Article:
These are much sought after in the aquarium trade, as their often striking coloration mimics that of the true giant clam; however, the maximas maintain a manageable size, with the shells of large specimens typically not exceeding 20 centimetres (7.9 in) in length.

The small giant clam has the widest range of all giant clam species. It is found in the oceans surrounding east Africa, India, China, Australia, Southeast Asia, the Red Sea and the islands of the Pacific. Found living on the surface of reefs or sand, or partly embedded in coral, the small giant clam occupies well-lit areas, due to its symbiotic relationship with photosynthetic algae, which require sunlight for energy production.

A sessile mollusc, the small giant clam attaches itself to rocks or dead coral and siphons water through its body, filtering it for phytoplankton, as well as extracting oxygen with its gills. However, it does not need to filter-feed as much as other clams since it obtains most of the nutrients it requires from tiny photosynthetic algae known as zooxanthellae.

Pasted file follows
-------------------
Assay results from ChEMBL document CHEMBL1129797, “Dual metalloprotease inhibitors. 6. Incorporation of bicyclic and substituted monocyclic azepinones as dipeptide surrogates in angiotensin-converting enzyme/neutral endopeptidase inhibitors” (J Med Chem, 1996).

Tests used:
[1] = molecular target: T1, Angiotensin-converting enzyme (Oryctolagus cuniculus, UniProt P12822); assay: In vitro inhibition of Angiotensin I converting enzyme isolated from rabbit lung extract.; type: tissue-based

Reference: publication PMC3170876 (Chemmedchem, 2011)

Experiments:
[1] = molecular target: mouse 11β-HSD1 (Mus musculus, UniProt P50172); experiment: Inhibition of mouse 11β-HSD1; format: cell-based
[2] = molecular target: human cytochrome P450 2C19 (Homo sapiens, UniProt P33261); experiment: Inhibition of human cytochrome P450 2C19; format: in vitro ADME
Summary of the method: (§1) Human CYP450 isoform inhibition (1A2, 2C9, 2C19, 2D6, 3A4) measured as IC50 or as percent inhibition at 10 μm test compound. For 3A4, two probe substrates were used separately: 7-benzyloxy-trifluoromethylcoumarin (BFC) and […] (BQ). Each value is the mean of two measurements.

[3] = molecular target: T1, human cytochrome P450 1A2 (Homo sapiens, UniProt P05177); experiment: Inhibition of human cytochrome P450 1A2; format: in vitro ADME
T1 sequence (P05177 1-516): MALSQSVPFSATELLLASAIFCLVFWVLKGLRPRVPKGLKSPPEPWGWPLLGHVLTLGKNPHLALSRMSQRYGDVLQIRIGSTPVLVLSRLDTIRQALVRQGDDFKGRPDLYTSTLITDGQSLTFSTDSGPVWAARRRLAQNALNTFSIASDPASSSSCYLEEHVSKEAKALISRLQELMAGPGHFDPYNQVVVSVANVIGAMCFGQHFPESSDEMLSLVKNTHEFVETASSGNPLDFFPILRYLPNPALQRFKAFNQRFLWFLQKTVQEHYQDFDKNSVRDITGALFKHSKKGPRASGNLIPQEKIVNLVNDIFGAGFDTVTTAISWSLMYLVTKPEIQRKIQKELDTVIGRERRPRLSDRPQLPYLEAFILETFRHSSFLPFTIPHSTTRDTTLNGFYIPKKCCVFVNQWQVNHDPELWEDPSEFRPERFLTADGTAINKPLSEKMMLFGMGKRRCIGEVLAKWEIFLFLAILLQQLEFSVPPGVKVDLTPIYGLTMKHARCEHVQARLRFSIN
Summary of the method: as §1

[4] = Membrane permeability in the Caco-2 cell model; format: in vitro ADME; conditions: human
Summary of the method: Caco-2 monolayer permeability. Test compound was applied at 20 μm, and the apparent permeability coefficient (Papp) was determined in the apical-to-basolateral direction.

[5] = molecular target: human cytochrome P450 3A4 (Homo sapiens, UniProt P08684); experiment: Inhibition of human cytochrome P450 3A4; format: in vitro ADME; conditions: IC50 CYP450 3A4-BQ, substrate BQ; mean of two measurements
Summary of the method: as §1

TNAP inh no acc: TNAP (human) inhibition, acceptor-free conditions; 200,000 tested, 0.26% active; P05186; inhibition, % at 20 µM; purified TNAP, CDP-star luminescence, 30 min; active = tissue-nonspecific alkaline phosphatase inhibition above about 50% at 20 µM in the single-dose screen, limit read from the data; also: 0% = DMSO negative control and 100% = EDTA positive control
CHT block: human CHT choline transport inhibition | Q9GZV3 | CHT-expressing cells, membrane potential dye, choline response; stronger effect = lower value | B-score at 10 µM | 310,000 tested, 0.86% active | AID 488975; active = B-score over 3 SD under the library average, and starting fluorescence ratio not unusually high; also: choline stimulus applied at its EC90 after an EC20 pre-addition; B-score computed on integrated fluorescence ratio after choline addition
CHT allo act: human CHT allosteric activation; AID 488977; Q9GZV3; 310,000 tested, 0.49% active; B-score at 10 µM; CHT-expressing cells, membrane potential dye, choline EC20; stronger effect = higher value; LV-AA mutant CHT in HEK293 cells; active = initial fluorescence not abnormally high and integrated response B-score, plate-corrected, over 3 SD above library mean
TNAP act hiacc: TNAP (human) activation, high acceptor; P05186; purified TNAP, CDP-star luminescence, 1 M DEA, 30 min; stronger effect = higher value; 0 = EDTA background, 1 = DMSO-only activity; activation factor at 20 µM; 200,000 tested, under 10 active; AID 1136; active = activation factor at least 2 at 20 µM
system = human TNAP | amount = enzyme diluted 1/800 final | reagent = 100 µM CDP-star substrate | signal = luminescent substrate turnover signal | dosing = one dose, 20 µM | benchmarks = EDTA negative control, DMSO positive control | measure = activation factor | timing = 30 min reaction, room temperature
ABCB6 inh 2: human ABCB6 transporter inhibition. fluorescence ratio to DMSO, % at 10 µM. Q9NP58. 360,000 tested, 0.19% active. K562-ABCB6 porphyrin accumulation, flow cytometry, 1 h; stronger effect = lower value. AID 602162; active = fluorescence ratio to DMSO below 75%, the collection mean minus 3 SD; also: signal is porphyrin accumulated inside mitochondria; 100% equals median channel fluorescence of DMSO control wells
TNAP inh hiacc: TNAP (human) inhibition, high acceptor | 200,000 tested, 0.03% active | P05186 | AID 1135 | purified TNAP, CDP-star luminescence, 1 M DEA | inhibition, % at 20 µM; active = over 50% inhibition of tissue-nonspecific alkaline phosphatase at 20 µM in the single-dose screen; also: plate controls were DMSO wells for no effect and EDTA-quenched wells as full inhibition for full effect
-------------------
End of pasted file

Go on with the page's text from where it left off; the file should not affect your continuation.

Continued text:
Beginning life as a tiny fertilised egg, the small giant clam hatches within 12 hours, becoming a free-swimming larva. This larva then develops into another, more developed, larva which is capable of filter-feeding.

At the third larval stage, a foot develops, allowing the larva to alternately swim and rest on the substrate. After eight to ten days, the larva metamorphoses into a juvenile clam, at which point it can acquire zooxanthellae and function symbiotically. The juvenile matures into a male clam after two or three years, becoming a hermaphrodite when larger (at around 15 centimetres in length).

Reproduction is stimulated by the lunar cycle, the time of day, and the presence of other eggs and sperm in the water. Hermaphroditic clams release their sperm first followed later by their eggs, thereby avoiding self-fertilisation.

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